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EthnoConnect®

Multicultural Diversity Blog

Black vs.Yellow: What's Really Behind the Attacks on Asians


Asian man in front of window in contemplation.

As a fifth-generation Chinese American professional speaker and author, I am acutely aware of the increasing number of physical attacks specifically aimed at Asians in the United States since the Coronavirus pandemic began including robberies or beatings for no reason at all. We know Asian are being targeted because of some of the words used by the perpetrators during the assaults such as, “Go back to where you came from”, “China flu” or “Asians need to be put in their place”. This has been backed-up by studies(1) that show that anti-Asian hate crimes have gone up by as much at 149% in the largest cities in the U.S.


We Asians are often targeted for physical assault and robberies because we are not only commonly stereotyped as affluent but also as passive according to studies by the U.S. Department of Justice. In addition, it is widely believed that we are less likely to report crimes because of a lack of English skills or general meekness.


In addition, Asian Americans are more likely to be victimized by members of other minority groups than by whites. Studies[2] show that 26% of perpetrators in hate crimes against Asians are non-white, compared to only 1% of those who do the same to blacks.

Asians have always been touted in front of other minorities, particularly blacks, as the “Model Minority”. Implying that if African Americans only worked harder they could be just as successful as Asians which totally ignores the fact that while some of us are successful financially, as a group we also had a higher rate of poverty (9.7%) than Caucasians (9.0%) in 2019 according to the Kaiser Family Foundation. While blacks have faced systemic racism since the founding of our country Asians have also been subject to long-standing racism as well starting with the-Chinese laws of the 1800s.

Historically, minorities in America have had to compete with other groups who have also been discriminated against for scarce resources. When the Coronavirus pandemic started it was thought to have started in Wuhan, China and, as a result, then-President Donald Trump started calling it the “China Flu”. This concerned us Asians because we were afraid that we would be blamed for the pandemic which has, unfortunately, proven true for many people.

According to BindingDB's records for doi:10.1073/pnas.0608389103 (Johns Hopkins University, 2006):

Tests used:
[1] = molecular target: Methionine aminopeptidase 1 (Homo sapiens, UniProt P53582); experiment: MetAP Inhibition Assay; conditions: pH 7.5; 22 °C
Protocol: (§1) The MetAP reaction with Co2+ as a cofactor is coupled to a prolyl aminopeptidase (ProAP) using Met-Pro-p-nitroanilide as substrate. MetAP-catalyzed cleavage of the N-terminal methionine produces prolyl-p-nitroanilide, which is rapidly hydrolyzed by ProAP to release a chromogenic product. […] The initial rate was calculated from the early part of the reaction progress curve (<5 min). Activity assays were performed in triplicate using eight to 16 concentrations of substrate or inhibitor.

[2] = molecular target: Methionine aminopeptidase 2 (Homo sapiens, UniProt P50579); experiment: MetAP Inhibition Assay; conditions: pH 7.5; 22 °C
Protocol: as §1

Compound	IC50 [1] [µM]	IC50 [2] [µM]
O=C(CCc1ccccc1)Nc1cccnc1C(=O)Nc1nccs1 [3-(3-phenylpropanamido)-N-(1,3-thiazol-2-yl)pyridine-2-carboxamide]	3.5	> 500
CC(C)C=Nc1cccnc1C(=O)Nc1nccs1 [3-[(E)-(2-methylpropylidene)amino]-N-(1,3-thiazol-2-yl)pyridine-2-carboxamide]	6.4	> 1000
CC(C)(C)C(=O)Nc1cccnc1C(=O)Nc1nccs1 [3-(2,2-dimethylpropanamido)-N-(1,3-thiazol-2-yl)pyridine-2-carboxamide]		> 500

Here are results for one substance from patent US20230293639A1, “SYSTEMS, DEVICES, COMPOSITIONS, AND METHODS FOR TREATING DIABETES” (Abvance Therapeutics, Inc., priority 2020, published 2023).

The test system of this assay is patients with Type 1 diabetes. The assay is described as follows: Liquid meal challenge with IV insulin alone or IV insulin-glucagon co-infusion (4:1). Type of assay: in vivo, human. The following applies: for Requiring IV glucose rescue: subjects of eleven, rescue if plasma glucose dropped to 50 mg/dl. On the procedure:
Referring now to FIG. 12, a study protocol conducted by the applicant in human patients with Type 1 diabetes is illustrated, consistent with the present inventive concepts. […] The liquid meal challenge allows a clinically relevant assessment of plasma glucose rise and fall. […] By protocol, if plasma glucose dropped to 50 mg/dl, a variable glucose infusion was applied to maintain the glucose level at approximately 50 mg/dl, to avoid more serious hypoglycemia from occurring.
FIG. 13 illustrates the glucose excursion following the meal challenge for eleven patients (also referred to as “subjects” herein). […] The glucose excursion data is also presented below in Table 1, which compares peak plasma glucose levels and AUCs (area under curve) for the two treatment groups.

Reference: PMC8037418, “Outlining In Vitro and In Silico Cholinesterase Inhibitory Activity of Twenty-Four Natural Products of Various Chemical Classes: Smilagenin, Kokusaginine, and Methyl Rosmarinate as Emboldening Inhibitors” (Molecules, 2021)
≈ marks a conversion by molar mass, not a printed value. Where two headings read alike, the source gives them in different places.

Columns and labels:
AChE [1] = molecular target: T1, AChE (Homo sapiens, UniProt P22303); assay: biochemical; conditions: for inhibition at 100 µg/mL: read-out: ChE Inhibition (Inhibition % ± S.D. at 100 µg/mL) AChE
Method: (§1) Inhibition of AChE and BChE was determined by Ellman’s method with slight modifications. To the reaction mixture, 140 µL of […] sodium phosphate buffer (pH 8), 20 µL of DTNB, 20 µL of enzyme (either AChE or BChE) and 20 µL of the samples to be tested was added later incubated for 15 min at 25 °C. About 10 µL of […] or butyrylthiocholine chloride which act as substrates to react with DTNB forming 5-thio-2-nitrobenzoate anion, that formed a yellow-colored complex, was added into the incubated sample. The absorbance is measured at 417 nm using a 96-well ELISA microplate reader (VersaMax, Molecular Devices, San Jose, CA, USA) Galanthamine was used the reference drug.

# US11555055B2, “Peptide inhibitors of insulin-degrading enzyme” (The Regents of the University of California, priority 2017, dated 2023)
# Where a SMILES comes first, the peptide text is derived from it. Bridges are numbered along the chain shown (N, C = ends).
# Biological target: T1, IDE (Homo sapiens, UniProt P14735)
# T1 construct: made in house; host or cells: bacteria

Over the years, the biggest gulf between minorities has usually been between blacks and Asians. One of the reasons is that our communication styles tend to be polar opposites. This was brought out clearly during the 1992 Rodney King riots in Watts, California when African Americans looted and burned Korean stores that served their neighborhood. No one could understand why one minority group would target another so some members of the media interviewed some black residents who complained that they felt disrespected and humiliated by Korean shop owners. When asked to explain, many of those interviewed said that the store operators would not look them in the eye when conversing and wouldn’t even touch them when giving them change, instead putting it the counter. When the reporters asked the Koreans about this behavior the proprietors were aghast saying that they were trying to show the highest level of respect because it was traditional to avoid eye contact with customers in their culture and they were trying to avoid putting dirty money into their hands and, instead, put it one the counter so the purchaser could pick it up and put it in their pockets. Unfortunately, no one ever bothered to ask and just made assumptions about the other’s cultural practices for decades.


So what can be done to bridge this cultural divide? The first things is for community leaders from all sides to meet to talk about their unique challenges and common problems. Then, they need to figure out how to work together to solve them.

Prejudice in general and attacks on one minority group by another is all about fear. Fear of the unknown. By meeting and getting to know each other better we can reduce and eliminate fear of those who we believe are different from ourselves.

Minorities in America have many common challenges and it will only be by working together can we solve them.

About the Author: Michael Soon Lee, Ph.D., has been speaking about diversity and inclusion for over three decades to companies like Coca-Cola, Chevron, General Motors and over a thousand others. He is the author of nine books including, “Cross-Cultural Selling for Dummies” and “Black Belt Negotiating”. Dr. Lee can be reached at (800) 417-7325 and his website is: www.EthnoConnect.com

(1)The Center for the Study of Hate and Extremism: California State University at San Bernardino.

(2)Hate Crimes Against Asian Americans by Zhang, Zhang & Benton. American Journal of Criminal Justice 01/07/21

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